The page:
>> > on.  Maybe we should consider making a generic version of the
>> > s390x FeatGroup code, use it to define convenient sets of KVM and
>> > hyperv features.
>> 
>> True, the more I look at PV features enablement, the more I think that
>> we're missing something important in the logic. All machine types we
>> have are generally suposed to work with the oldest supported kernel so
>> we should wait many years before enabling some of the new PV features
>> (KVM or Hyper-V) by default.
>> 
>> This also links to our parallel discussion regarding migration
>> policies. Currently, we can't enable PV features by default based on
>> their availability on the host because of migration, the set may differ
>> on the destination host. What if we introduce (and maybe even switch to
>> it by default) something like
>> 
>>  -migratable opportunistic (stupid name, I know)
>> 
>> which would allow to enable all features supported by the source host
>> and then somehow checking that the destination host has them all. This
>> would effectively mean that it is possible to migrate a VM to a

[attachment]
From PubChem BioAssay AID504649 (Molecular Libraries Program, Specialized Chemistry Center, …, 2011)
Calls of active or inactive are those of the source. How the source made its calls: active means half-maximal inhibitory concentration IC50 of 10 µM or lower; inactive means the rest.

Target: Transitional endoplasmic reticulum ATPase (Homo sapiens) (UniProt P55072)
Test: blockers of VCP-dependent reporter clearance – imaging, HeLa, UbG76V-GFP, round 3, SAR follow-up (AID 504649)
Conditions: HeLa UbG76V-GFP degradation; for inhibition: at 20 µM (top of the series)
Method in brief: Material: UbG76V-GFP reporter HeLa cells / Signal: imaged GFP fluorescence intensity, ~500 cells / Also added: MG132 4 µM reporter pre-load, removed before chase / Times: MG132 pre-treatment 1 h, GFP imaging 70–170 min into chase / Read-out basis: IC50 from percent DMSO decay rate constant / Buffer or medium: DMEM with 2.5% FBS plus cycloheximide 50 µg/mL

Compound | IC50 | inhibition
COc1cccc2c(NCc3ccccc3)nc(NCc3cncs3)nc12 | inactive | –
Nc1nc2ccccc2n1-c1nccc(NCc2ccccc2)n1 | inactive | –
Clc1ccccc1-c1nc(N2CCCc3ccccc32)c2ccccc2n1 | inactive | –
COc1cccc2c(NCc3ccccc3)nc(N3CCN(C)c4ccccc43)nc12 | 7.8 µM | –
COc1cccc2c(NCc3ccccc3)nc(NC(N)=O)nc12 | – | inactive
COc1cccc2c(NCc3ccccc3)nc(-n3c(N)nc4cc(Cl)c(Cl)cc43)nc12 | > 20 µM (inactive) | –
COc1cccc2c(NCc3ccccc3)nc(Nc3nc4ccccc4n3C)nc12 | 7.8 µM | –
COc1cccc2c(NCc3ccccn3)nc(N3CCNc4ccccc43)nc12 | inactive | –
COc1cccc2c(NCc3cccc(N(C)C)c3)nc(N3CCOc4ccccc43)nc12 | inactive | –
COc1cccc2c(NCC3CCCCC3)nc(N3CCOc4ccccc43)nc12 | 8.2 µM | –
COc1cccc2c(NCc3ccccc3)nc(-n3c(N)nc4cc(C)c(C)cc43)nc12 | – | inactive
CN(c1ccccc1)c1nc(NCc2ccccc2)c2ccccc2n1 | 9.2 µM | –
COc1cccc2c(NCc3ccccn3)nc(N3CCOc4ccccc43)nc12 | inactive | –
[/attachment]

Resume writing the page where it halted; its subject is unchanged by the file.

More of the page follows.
>> same-or-newer software (both kernel an QEMU) but not the other way
>> around. This may be a reasonable choice.
>
> I don't think this is usable in pratice. Any large cloud or data center
> mgmt app using QEMU relies on migration, so can't opportunistically
> use arbitrary new features. They can only use features in the oldest
> kernel their deployment cares about. This can be newer than the oldest
> that QEMU supports, but still older than the newest that exists.
>
> ie we have situation where:
>
>  - QEMU upstream minimum host is version 7
>  - Latest possible host is version 45
>  - A particular deployment has a mixture of hosts at version 24 and 37
>
> "-migratable opportunistic"  would let QEMU use features from version 37
> despite the deployment needing compatibility with host version 24 still.
>

True; I was not really thinking about 'big' clouds/data centers, these
should have enough resources to carefully set all the required features